Set the Region of Operation parameter

  • According to the API documentation, SerialReader objects require the 'Region of Operation' to be set after the ‘Connect()’ method has been called. To do this, use the reader method ‘reader.ParamSet(string key, Reader.Region)’. To see the available region settings for your device, you can use the ‘reader.ParamGet(string key)’ method as shown below.

Perform a synchronous Read operation

  • The synchronous ‘Read(int timeout)’ operation is used for applications that do not require additional events to occur while a tag read is in process. The time argument is in milliseconds, and determines the amount of time that the tag read process will take place.
  • For every individual tag read, a TagReadData object is created and placed into an array. For every time an individual tag responds within the allotted read time, the tag’s ReadCount metadata will increment by one.
  • Create a TagReadData array to store each TagReadData object and assign this array to the return value of the ‘reader.Read(timeout)’ method. This will cause the array to be populated with every tag EPC that is read within the ‘timeout’ time period.
  • I chose to output this data to a .txt file using the System.IO StreamWriter class.

Perform an asynchronous read operation

  • The asynchronous read operation allows for the tag read process to occur alongside other processes simultaneously. This process uses an EventHandler method to automatically perform specified actions with each received TagReadData object. I chose to create another .txt file in which to keep the read tag data.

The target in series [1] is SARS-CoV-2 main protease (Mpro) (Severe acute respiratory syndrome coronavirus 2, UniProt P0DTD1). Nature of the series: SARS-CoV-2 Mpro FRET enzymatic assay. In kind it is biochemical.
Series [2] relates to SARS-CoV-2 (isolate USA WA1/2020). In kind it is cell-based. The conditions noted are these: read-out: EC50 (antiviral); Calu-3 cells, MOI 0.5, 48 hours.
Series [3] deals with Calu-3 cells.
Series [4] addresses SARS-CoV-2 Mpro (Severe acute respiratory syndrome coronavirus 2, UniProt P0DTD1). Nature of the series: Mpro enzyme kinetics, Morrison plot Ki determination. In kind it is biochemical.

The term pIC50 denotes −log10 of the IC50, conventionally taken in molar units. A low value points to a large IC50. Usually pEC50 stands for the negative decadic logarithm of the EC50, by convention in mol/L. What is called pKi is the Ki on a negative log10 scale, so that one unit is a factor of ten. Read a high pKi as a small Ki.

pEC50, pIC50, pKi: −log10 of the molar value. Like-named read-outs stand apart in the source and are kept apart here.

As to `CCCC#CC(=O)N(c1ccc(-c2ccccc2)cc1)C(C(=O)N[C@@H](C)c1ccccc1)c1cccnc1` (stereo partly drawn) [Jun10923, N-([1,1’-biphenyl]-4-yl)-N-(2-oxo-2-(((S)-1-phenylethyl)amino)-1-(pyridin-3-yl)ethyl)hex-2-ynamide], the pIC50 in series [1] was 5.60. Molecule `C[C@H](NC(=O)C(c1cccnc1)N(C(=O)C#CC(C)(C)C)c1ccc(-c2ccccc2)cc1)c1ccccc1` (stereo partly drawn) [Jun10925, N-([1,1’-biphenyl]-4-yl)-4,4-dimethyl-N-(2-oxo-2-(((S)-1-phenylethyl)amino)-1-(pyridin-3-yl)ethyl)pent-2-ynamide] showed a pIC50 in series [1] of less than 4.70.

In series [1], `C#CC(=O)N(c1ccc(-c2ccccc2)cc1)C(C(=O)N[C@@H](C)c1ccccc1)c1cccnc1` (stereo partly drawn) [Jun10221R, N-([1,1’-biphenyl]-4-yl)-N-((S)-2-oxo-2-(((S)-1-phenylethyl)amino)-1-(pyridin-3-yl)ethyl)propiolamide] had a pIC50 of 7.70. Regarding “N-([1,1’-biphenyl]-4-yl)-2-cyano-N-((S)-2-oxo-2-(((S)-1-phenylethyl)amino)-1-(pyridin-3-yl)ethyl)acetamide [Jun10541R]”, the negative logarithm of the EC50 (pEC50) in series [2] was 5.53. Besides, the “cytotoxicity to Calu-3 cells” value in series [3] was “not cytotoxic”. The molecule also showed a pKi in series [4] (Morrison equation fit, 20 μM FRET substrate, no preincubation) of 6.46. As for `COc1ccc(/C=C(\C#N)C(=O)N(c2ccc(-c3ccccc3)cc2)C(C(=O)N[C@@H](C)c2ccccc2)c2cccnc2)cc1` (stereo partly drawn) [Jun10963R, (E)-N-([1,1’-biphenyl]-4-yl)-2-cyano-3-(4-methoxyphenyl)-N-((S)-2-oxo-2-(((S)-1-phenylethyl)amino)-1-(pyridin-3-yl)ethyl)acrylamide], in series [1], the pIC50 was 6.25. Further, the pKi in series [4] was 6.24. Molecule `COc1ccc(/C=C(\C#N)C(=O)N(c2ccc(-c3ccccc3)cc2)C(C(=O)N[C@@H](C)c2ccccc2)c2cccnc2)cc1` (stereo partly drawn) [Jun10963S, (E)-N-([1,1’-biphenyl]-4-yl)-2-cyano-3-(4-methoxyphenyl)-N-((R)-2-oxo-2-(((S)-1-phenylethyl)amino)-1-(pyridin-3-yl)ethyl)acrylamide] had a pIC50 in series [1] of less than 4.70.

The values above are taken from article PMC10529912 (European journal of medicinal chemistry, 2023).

• For the asynchronous read method, the read process must be started and stopped using ‘reader.StartReading()’ and ‘reader.StopReading()’ respectively.

Stop reading at N number of tag reads

  • The asynchronous read process allows for the inclusion of a “Read Plan”, which allows for customization of reader activities. Using a StopTriggerReadPlan object allows for the creation of a read plan that stops reader activity after a specified number of tags have been read. For this ReadPlan, an exception occurs if the ‘StartReading()’ method is not called before the ReadPlan parameter is set.

Filtering reads to a specific tag

  • In order to filter the asynchronous read operation to a specific tag, a ReadPlan must be used and applied before the ‘reader.StartReading()’ method has been called. To use the SimpleReadPlan constructor to isolate a single tag, a new TagData object must be created with the desired EPC to isolate. Also, a TagProtocol matching the desired tag must be placed in the constructor.

Adjusting read/write power